Clean energy

Everything we do needs energy. The type of energy we use shapes the world around us, from how clean is the air we breathe, to how shock-proof our economies are.

A rapid transition in energy use is at the centre of solving climate breakdown. The world still uses coal, oil and gas for over 80 percent of its energy needs. But the rise of renewable energy around the world is beating all expectations. Meeting climate targets means more than just having lots of solar panels and wind turbines, though – it means leaving fossil fuels in the ground, and radically reducing the amount of energy used in high-consuming countries and groups of people.

A rapid transition to clean and lower energy use can bring jobs, a wide range of health benefits, cleaner air and a more stable climate. Evidence shows that where communities own and develop renewable energy schemes the benefits spread more broadly and any problems are more easily overcome. It’s around energy that some of the most rapid and promising changes are happening right now.

 


Focus on fossil fuels

A new approach is needed to tackle the climate crisis, in which the long overlooked supply-side of fossil fuels takes centre stage. A crucial aspect of this is the need for international agreements and law to effectively and fairly leave large swathes of remaining fossil fuels in the ground.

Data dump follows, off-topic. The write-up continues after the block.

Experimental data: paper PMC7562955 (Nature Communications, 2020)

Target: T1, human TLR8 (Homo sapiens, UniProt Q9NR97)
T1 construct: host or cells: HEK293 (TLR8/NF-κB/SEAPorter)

In 2019, the Rapid Transition Alliance set out the case for a Fossil Fuel Non Proliferation Treaty. Political momentum is building behind the idea of supply-side climate policy. A new global Fossil Fuel Non Proliferation Treaty could provide a transparent and fair means to stop climate breakdown.

The Alliance has joined a number of global and grassroots organisations and individuals joined the campaign for a Fossil Fuel Non-Proliferation Treaty.

Fossil Fuels remain the main cause of the Climate Emergency with coal, oil and gas responsible for almost 80% of all carbon dioxide emissions since the industrial revolution. Phasing out fossil fuels and fast tracking sustainable solutions will require require unprecedented international cooperation

You can join the initiative and endorse the Treaty today here.

 

 

 

Find out more

Resource

Fossil-Fuel Subsidies Must End

By Geoffrey Supran, Peter Erickson, Doug Koplow, Michael Lazarus, Peter Newell, Naomi Oreskes, Harro van Asselt on February 24, 2020 Despite claims...

Posted on 25 February 2020

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